Marrakech Journals

Marvelous Marrakesh!

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A November 2009 trip to Marrakech by manlalakbay

camel leather shoes at the souk Photo, Morocco, Africa More Photos
Quote: the great get-away of masters students who just finished their research papers and chose to celebrate their freedom by going to the exotic beauty of morocco.

Djemaa el Fna/Jamma el-Fnaa

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Attraction | "The Sights and Sounds of Djemaa al-Fna"

Djemaa el Fna/Jamma el-Fnaa Photo, Marrakech, Morocco
Quote:
At first glance, Djemaa al-Fna may look just like your ordinary everyday square. But upon closer examination, there is much to be interested about the famous square and market place of Marrakesh's old medina. The souks are located in one side of the square for those who may want to shop after a visit to the Square.If you stand in the middle of the square you will have a perfect, unobstructed view of the Kotuobia Mosque. One of the bigger and probably most famous mosque of Marrakesh.During the day, the famous orange juice carts line one area of the square providing thirsty tourists and locals their daily dose of Vitamin C while there are some dried fruits and nuts carts for t...Read More

Member Rating 4 out of 5 on January 10, 2010

Djemaa el Fna/Jamma el-Fnaa
Medina Quarter
Marrakesh, Morocco

MFOJ: Moroccan Fresh Orange Juice

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Story/Tip

Grapefruit slice Photo, Marrakech, Morocco
Quote:
Marrakesh can get a bit warm during the day, so one can get a bit parched in the throat. You can't really trust tap water in a desert country, can you? So how do you deal with thirst the Moroccan way? Why with fresh orange juice, of course!Djeema El Fna, the main square in Marrakesh, has fresh orange juice carts all over. Locals and tourists alike can enjoy their Vitamin C overload as they make their way from one part of the square to another. The carts look more inviting with the oranges lining the counters. It looks attractive and lively and definitely projects well in photos. The juice is served on glasses (yey! environmentally-friendly!), but you may also opt for plas...Read More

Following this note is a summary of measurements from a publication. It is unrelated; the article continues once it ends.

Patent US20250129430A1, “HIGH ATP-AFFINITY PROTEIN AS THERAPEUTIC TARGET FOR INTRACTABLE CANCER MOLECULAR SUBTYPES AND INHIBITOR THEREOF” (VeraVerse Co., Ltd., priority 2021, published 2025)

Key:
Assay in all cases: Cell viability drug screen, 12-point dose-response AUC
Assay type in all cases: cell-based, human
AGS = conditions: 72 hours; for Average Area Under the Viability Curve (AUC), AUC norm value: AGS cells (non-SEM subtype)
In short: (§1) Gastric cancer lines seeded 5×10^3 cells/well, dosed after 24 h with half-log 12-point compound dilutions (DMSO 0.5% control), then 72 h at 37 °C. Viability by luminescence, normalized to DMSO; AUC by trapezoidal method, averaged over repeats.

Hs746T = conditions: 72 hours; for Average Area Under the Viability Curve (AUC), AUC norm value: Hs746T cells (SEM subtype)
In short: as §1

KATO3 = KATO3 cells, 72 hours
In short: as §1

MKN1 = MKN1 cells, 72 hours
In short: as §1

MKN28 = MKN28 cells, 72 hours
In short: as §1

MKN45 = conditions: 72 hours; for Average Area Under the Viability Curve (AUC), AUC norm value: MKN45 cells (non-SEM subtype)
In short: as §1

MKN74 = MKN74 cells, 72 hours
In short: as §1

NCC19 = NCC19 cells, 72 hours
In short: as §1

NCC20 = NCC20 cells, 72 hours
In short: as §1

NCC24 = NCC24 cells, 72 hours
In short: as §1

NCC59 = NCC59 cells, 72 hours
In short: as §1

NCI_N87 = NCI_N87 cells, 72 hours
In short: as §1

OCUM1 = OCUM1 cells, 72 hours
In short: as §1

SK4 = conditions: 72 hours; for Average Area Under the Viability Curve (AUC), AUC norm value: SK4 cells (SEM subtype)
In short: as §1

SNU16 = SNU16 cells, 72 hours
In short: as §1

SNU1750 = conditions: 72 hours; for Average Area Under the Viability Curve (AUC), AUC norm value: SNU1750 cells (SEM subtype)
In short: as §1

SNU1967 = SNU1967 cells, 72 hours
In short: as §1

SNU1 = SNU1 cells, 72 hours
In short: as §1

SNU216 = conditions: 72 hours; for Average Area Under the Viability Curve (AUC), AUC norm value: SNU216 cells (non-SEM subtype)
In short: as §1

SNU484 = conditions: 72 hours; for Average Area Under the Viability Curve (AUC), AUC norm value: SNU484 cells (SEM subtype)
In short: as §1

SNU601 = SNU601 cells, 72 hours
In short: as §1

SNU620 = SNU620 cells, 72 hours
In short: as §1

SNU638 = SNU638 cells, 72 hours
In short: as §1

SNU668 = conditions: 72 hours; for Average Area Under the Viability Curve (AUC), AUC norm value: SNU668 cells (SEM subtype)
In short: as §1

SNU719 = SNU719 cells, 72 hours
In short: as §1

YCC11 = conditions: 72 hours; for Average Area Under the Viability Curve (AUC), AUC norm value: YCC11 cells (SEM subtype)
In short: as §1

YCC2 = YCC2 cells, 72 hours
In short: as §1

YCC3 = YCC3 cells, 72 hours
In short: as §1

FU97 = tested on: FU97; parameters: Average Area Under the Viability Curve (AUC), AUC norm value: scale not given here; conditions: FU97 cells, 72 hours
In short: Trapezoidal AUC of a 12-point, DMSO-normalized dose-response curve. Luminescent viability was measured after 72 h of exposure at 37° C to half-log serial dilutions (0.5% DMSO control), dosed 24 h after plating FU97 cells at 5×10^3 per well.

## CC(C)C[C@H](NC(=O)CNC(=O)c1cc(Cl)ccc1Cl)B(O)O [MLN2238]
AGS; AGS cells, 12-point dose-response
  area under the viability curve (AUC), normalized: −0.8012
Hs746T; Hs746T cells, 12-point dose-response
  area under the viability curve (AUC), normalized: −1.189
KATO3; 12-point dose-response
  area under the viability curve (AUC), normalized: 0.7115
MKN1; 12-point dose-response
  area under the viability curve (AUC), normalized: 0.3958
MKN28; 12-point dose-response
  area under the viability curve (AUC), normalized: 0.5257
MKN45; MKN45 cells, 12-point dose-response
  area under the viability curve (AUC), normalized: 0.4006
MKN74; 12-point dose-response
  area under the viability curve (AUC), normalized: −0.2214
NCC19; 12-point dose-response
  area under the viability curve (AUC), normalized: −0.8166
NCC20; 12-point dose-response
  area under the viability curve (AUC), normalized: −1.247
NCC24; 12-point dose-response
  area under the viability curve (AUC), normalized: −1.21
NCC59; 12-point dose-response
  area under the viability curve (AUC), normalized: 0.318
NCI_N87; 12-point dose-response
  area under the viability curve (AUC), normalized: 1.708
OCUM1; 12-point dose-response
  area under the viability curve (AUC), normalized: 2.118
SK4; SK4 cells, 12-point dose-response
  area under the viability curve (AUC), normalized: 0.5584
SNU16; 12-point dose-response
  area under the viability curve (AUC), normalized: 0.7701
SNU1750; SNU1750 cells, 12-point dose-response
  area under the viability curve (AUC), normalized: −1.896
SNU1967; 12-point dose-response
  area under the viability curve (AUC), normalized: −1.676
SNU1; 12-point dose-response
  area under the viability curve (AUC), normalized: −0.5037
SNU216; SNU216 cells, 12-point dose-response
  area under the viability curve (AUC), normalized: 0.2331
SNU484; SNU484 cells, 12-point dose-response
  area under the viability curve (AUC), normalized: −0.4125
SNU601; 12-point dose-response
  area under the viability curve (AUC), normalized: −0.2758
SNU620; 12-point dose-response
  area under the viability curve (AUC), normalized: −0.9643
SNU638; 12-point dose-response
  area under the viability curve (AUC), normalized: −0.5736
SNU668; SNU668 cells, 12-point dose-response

Riad Medina Zahara

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Hotel | "Riad Medina Zahara: Friendly Service, Value for Money"

Riad Medina Zahara Photo, Marrakech, Morocco
Quote:
Moroccan hostels are known as 'riad' which means a home or palace with an interior garden. For those hoping to find hostels that are right where the Djemaa El Fna is, you might not get what you want. Most of the hostels are located outside the square and require some meandering along small alleys. But I should say that this is part of the charm of staying in Marrakesh.Riad Medina Zahara is a small riad with one dormitory and several private rooms. Do not be surprised when you are greeted by two shih tzus for they are part of the Zahara family. The smaller one is Samba while the bigger dog is Frodo. They are often frisky and tend to linger with people who are eating. Typical dog beha...Read More

Member Rating 4 out of 5 on January 8, 2010

Riad Medina Zahara
Derb Dabachi Derb Jemma 17
Marrakesh, Morocco

Traditional Morrocan Cuisine

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Story/Tip

steamy chicken tajine Photo, Marrakech, Morocco
Quote:
One of the things I found most welcome in Marrakesh is how affordable their food is. I'd go as far as saying it's quite cheap. Even students like us could afford to eat as much as we like without feeling the credit crunch. ;pMeals often begin with a serving of Moroccan salad, which is just really chopped tomatoes topped with parsley and some salt. It is still good though and matches perfectly with the Moroccan bread. A perfect appetizer for the coming main dish!One traditional cuisine of Morocco is the tajine or tagine. The tajine is actually named for the dish where it is cooked and served. The traditional tajine pot is usually made of clay. It is usually painted with d...Read More

Marrakesh Souks

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Story/Tip

moroccan spices Photo, Morocco, Africa
Quote:
One of the greatest appeals of Marrakesh is their "souks" or market. The alleys and streets are festooned with color as shops hang their colorful camel leather bags and shoes, silk and polyester shawls, exotic spices and scents and curious trinkets. Shopaholics will enjoy the game of haggling as they try to get the best bargains for beautiful and artistically made Moroccan products. The usual game begins with the vendor giving a price. The buyer is recommended to begin his/her bid at 1/10th of the price. The haggling goes back and forth until both parties find an agreeable price. My biggest haggling success was getting an originally priced 400 dirham camel leather shoes t...Read More